This Month's Contents: Why Do You...? by Art Ticknor | Poems by Bart Marshall | Human Energy by TAT Workshop Participants | 21 Things that I Wish I had Told Myself when I was Younger by David Weimer | Words of Wisdom | Video - Oprah talks with Eckhart Tolle | Humor
Some months, I look at this little space of white and think, "What is the last line I would write?" This month, David Weimer provides us with twenty-one lines he would tell himself if he could go back in time. Art Ticknor uses the word "Why?" to wake us from slumber, while Bart Marshall leaves us in silence; feeling the ache of that which is lost yet close. We get a glimpse of collective wisdom as TAT Workshop participants collaborate to answer the question of human energy as a tool in the spiritual path. Finally, Oprah Winfrey interviews Eckhart Tolle. If you're looking to save your worldly toys and joys, look out for that smiling Buddha because he's leading you toward Emptiness.
Richard Rose organized a winter intensive in 1979-80, and in one of the sessions he posed some rhetorical questions for consideration, which I made notes of. One set of questions was the following:
Are you acting out the script to a play you didn't write? Sleepwalking through life—a life that's like a puppet show?
It doesn't make much difference how alert you think you are. You can vipassana or zazen until the proverbial cows come home—without awakening. Spiritual action involves turning the attention around, letting go of the fantasies.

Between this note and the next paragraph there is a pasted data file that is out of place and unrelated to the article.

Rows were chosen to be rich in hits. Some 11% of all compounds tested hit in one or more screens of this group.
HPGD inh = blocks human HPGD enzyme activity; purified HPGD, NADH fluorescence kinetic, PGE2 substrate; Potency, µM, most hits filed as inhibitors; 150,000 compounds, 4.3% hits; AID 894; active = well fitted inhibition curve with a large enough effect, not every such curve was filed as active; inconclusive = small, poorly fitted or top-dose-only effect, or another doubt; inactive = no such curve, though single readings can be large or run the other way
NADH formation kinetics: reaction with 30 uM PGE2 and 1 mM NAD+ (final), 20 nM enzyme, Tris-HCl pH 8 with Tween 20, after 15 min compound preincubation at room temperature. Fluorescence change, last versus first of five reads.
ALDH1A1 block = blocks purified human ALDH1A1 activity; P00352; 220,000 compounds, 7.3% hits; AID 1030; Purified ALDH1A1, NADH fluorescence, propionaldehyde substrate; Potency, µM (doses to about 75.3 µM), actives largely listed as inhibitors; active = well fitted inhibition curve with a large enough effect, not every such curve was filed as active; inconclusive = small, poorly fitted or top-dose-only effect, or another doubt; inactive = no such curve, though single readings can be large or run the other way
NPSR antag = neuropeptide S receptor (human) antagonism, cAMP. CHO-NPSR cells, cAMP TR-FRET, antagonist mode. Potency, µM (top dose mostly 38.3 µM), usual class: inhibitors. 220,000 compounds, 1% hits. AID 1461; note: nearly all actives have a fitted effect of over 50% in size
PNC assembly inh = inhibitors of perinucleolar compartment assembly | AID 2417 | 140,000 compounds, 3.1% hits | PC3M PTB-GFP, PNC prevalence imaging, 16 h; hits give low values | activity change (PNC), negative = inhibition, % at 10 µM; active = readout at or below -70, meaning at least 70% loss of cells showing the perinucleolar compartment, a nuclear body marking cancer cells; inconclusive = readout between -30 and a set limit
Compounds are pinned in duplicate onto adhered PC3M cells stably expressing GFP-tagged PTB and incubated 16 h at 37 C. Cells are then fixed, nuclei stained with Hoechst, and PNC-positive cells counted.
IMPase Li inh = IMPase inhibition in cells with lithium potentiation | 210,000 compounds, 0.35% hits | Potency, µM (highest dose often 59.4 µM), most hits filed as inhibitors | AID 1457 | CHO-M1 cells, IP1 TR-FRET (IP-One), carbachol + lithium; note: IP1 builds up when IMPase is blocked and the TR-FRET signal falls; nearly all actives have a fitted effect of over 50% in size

Rose was pointing to the reversed focus of spiritual action in the opening lines of his blank verse poem "The Mirror": Who is it that speaks to you? Who is it that listens to me? Rumi was indicating the same direction in "Table Talk": Who says words with my mouth? Who looks out with my eyes? If you could let those questions get past the ego defenses, they could trigger the doubt sensation that announces the opening of the door to looking—and the possibility of awakening from the sleep of merely believing.
Another line of questions from the intensive was:
Do you long for inspiration? Do you say to yourself: "If only I knew what I really wanted, what to do...."? Can inspiration come via logic? Or is logic a "well-coordinated robot functioning, reacting with seeming consciousness" as Rose asked in the 1978 intensive? Is there any spiritual hope unless our intuition sees a possible solution?
Rumi was appealing to the higher intuition when he spoke these words:
Lo! I am with you always, means when you look for God,
God is in the look of your eyes,
in the thought of looking, nearer to you than your self,
or things that have happened to you.
There's no need to go outside. Be melting snow.
Wash yourself of yourself.
Does a man intentionally go out from his source—or is he propelled? Does a man do anything volitionally—or is he compelled to rationalize actions and inactions? Does a man sincerely hope to find happiness in transience—or is he programmed to choose temporary pleasure?
What brought you to read these words? Were you drawn by your "magnetic center," by hope and longing? Why do you keep busy with the inessential, which keeps you locked in space and time?
Verses in the Manner of Lao Tsu
Life goes nowhere and leaves no trace.
Forms and sensations arise in the Moment.